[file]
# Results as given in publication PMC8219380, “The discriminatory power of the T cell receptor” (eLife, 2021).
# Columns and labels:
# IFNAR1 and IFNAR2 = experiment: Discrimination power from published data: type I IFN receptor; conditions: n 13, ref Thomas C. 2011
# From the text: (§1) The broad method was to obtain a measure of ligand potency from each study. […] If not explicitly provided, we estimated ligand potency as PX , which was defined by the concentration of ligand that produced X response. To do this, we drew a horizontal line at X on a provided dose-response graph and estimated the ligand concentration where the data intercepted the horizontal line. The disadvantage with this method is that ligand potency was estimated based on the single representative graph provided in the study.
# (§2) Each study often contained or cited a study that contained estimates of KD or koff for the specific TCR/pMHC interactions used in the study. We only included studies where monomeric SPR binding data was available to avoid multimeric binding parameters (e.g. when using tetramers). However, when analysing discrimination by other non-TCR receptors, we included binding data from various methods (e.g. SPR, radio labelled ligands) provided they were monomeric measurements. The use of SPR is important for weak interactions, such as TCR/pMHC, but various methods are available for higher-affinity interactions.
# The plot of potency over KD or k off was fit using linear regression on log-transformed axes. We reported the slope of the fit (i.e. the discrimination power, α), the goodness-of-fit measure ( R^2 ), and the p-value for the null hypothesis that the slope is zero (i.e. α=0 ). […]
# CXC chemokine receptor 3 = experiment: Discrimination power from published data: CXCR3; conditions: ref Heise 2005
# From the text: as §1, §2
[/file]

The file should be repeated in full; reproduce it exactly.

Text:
# Results as given in publication PMC8219380, “The discriminatory power of the T cell receptor” (eLife, 2021).
# Columns and labels:
# IFNAR1 and IFNAR2 = experiment: Discrimination power from published data: type I IFN receptor; conditions: n 13, ref Thomas C. 2011
# From the text: (§1) The broad method was to obtain a measure of ligand potency from each study. […] If not explicitly provided, we estimated ligand potency as PX , which was defined by the concentration of ligand that produced X response. To do this, we drew a horizontal line at X on a provided dose-response graph and estimated the ligand concentration where the data intercepted the horizontal line. The disadvantage with this method is that ligand potency was estimated based on the single representative graph provided in the study.
# (§2) Each study often contained or cited a study that contained estimates of KD or koff for the specific TCR/pMHC interactions used in the study. We only included studies where monomeric SPR binding data was available to avoid multimeric binding parameters (e.g. when using tetramers). However, when analysing discrimination by other non-TCR receptors, we included binding data from various methods (e.g. SPR, radio labelled ligands) provided they were monomeric measurements. The use of SPR is important for weak interactions, such as TCR/pMHC, but various methods are available for higher-affinity interactions.
# The plot of potency over KD or k off was fit using linear regression on log-transformed axes. We reported the slope of the fit (i.e. the discrimination power, α), the goodness-of-fit measure ( R^2 ), and the p-value for the null hypothesis that the slope is zero (i.e. α=0 ). […]
# CXC chemokine receptor 3 = experiment: Discrimination power from published data: CXCR3; conditions: ref Heise 2005
# From the text: as §1, §2